Interfirst, the phoenix of mortgage, lays off hundreds
In 2012, Dmitry Godin was seemingly on top of the world. Interfirst Mortgage, the retail mortgage business he founded in 2001, had grown to $14.5 billion in originations, cementing its place as the 15th-largest originator in the country. By July 2013, things were going so well that Godin and his wife purchased a lakefront mansion in Winnetka, Illinois, for nearly $13 million, a record for the posh Chicago suburb.
But there was trouble ahead. The historically low interest rates that led to a boom in refinances in 2012 had ended, and Interfirst struggled to maintain volumes in following years as the market turned to purchase. The lender originated $10 billion in mortgages in 2013, $5 billion in 2014, $3 billion in 2015 and just $2 billion in 2016 before shutting down altogether in 2017.
Godin made plans to relaunch the business in late 2019 as a tech-forward lender that originated loans across both wholesale and retail channels.
“Market dynamics in early 2020, which have caused significant disruption to the origination and servicing markets, accelerated our plan to reenter the market with our new business model in a more robust way with a broader relaunch of the Company,” Mark Freedle, Interfirst’s executive vice president of production, told MReport in July 2020. “And today, unlike many other mortgage lenders, we reenter the residential mortgage origination market without any legacy challenges.”
In November, Interfirst issued pink slips to hundreds of non-commissioned loan officers at its call centers in Charlotte, North Carolina and Rosemont, Illinois, according to WARN notices in both states. In all, 351 employees were laid off – 77 in North Carolina and 274 in Illinois – which former workers estimate to be more than half of Interfirst’s total staff. The layoffs take effect on Jan. 21, 2022.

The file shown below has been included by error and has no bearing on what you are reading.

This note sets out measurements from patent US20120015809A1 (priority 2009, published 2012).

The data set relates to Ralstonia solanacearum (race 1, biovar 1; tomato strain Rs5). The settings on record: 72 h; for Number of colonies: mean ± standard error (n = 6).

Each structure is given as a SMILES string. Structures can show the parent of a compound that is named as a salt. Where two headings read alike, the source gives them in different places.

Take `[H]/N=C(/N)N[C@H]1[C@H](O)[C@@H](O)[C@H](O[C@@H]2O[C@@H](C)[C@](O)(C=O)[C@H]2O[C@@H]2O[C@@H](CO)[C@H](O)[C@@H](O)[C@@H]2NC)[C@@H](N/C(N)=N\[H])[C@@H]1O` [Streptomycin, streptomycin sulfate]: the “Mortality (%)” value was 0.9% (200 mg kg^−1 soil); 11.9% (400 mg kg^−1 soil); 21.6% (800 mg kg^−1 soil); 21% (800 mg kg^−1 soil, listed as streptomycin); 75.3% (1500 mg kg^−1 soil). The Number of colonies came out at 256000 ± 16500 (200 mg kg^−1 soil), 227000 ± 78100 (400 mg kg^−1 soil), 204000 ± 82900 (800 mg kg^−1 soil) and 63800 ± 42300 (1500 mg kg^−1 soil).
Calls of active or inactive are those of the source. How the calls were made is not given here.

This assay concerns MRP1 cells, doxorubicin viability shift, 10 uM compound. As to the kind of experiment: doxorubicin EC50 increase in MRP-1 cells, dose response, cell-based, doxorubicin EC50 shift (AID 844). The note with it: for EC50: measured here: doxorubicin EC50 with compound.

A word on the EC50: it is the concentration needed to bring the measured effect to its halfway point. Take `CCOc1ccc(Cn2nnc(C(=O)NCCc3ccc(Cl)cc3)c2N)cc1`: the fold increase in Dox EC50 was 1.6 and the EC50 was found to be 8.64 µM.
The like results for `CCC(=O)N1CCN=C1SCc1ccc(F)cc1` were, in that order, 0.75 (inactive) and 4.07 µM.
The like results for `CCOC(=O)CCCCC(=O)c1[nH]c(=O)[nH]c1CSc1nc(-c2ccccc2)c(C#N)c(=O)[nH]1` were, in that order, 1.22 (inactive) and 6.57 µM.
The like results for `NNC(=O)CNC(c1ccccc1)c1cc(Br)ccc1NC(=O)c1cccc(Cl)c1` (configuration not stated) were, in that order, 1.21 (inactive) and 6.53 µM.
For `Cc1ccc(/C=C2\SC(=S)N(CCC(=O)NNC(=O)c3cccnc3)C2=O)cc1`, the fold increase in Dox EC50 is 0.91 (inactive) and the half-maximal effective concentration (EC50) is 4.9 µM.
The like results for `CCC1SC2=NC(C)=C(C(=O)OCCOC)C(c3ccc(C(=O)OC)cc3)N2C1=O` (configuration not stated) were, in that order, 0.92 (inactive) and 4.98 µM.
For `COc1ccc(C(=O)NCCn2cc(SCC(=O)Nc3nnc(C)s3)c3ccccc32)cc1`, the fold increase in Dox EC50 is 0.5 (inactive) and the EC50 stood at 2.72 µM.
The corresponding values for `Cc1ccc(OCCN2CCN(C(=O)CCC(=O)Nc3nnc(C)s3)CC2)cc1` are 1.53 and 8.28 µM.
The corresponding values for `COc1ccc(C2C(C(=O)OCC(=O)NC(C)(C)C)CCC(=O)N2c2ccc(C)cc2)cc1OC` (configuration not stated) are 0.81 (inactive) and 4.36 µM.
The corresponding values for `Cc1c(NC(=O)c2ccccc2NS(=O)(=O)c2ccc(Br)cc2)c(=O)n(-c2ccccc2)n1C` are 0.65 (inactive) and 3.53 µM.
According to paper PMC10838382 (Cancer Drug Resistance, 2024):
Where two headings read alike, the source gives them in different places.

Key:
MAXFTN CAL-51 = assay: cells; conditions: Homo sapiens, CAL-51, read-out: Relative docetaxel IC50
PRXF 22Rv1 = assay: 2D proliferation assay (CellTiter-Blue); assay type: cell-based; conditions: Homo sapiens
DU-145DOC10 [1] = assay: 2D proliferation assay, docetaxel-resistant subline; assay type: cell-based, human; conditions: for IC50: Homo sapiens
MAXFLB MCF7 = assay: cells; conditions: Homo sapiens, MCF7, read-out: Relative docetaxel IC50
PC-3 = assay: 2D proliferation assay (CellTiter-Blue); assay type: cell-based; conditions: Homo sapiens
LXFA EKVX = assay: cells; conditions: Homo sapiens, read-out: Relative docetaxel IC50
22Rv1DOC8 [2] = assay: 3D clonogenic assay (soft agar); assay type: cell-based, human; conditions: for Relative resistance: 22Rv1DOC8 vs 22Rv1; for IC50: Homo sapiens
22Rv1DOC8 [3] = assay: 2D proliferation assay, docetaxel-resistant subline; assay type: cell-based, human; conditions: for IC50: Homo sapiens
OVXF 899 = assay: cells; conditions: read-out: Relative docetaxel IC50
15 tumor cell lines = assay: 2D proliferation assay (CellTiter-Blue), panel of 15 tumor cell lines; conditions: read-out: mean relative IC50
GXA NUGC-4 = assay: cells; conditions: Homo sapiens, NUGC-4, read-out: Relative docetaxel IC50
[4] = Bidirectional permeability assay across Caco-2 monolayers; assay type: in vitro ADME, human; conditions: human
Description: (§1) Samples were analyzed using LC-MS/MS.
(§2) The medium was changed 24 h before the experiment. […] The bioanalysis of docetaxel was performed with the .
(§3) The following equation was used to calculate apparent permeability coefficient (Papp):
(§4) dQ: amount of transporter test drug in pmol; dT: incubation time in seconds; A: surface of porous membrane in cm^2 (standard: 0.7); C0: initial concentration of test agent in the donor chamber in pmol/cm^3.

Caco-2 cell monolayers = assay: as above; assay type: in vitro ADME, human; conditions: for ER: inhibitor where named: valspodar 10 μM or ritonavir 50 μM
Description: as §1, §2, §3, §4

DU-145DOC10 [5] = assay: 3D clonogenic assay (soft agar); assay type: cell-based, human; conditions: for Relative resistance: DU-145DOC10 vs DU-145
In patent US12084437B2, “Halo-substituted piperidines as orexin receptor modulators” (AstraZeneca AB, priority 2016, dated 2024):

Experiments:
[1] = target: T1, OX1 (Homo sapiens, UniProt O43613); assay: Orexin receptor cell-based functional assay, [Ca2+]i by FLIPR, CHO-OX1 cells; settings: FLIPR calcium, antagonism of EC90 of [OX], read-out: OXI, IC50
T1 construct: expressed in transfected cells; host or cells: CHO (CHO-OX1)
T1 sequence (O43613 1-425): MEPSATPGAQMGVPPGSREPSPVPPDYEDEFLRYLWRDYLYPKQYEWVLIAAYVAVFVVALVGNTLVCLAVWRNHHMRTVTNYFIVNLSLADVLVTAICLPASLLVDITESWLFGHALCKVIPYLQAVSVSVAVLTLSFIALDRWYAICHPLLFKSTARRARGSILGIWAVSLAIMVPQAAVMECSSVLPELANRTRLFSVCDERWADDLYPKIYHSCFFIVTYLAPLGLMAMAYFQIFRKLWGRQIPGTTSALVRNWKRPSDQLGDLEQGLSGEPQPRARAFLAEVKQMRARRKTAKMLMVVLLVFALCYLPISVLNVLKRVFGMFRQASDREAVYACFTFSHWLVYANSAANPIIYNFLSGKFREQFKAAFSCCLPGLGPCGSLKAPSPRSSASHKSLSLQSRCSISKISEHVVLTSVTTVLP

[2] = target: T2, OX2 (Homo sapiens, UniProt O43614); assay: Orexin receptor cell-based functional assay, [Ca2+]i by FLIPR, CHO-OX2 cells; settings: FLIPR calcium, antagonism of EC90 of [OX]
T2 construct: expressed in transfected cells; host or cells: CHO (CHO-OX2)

Former employees interviewed by HousingWire said the Chicago-based mortgage shop mainly originated safe, conventional refinance loans, and barely made any headway in the purchase market.
“They were trying to capitalize on the refinance boom,” said Cullen Gandy, a classically trained opera singer who had been hired as an LO at Interfirst and left in July. “I think 99% of the loans that I was writing there were refinances. And then when, you know, when they felt like that was going to not be viable anymore, they were just like, alright, pack up ship and then cut the fat.”
HousingWire interviewed over a dozen former employees at Interfirst, who provide a portrait of a disorganized company with unclear long-term plans, a tech stack that hasn’t lived up to its billing, and an inexperienced staff not prepared to win in a purchase market. Interfirst’s ability to grow rapidly in a low-rate, refi environment but then struggle and contract when the market turns could be seen as a cautionary tale, even in an industry as cyclical as mortgage.
Interfirst provided no explanation for the upcoming terminations. The company did not respond to multiple requests for comment left by HousingWire.
Teacher, class has started